A toothbrush is perhaps the most important tool to maintain good oral health. The choice between brushes hinges on four main aspects: manual or electronic, bristle softness, the handle and type of head.
By thoroughly brushing teeth, you will be able to remove food particles and dental plaque from teeth and gums. If left untreated, plaque may wear down the tooth's wall, slowly creating a microscopic hole in the tooth called a cavity.
Manual or electric?
Choosing between a manual or electric toothbrush lies in personal preference. While some enjoy the simplicity, cost-effectiveness and easier control of manual brushes, others find that electric brushes provide a better clean. In fact, it's been clinically proven that mechanical brushing is more effective at eliminating dental plaque, thus reducing the risk of gum disease. Individuals should opt for heads that vibrate back and forth instead of those that spin in a circular motion, since these may erode the gum line.
Most dentists recommend soft-bristled toothbrushes to prevent damage to the gums and enamel. Extra-soft bristles are necessary for people with sensitive teeth or gums, or a patient recovering from a dental procedure. Those who are switching from manual to electric toothbrushes might want to opt for softer bristles since the new brush's vibrating motions already complete much of the scrubbing necessary to clean teeth.
A common misconception is that firmer bristles are more effective for removing plaque and stains from the teeth, but this is not true. Soft- and extra-soft bristles can the job done just as well.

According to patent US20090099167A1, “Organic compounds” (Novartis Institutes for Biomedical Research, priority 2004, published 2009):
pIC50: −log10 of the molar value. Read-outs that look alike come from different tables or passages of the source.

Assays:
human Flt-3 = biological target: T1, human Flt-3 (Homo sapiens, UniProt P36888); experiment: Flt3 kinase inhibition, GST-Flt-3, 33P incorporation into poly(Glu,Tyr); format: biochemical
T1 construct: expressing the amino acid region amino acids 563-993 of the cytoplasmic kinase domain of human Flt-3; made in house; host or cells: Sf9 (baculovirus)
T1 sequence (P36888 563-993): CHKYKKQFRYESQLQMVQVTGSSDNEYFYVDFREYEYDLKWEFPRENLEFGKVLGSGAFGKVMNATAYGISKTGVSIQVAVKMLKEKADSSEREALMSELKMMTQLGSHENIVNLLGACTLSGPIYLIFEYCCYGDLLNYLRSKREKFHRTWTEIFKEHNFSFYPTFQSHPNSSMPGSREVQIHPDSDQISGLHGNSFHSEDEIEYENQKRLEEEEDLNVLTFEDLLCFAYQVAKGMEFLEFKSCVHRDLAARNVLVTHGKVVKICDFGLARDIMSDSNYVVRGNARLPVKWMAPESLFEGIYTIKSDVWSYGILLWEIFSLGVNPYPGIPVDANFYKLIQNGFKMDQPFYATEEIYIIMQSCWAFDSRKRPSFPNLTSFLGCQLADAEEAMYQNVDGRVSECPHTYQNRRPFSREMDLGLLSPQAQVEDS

Long handle for good grip
Make sure you've got a solid, comfortable grasp on the toothbrush. Rubber link bumps or lines help prevent the toothbrush from slipping out of the hands during use.
Size and type of head
Heads that are too big make it difficult to access those hard-to-reach places in the back of the mouth, such as molars. Find a normal size that allows you to reach the outer parts of upper and lower molars.
Avoid toothbrushes with hollow heads, since these can retain up to 3,000 times more bacterial growth than those with solid heads, according to a Journal of Dental Hygiene study. Solid heads are the way to go.
When should I replace my toothbrush?
Ditch your old toothbrush for a new one every two to three months. Typically at this point, microbes, bacteria and food debris start to accumulate on the bristles and even on the handle, which may be transferred back into the mouth upon brushing.
* These statements have not been evaluated by the Food and Drug Administration. This product is not intended to diagnose, treat, cure, or prevent any disease. Please Note: The material on this site is provided for informational purposes only. Always consult your health care professional before beginning any new therapy.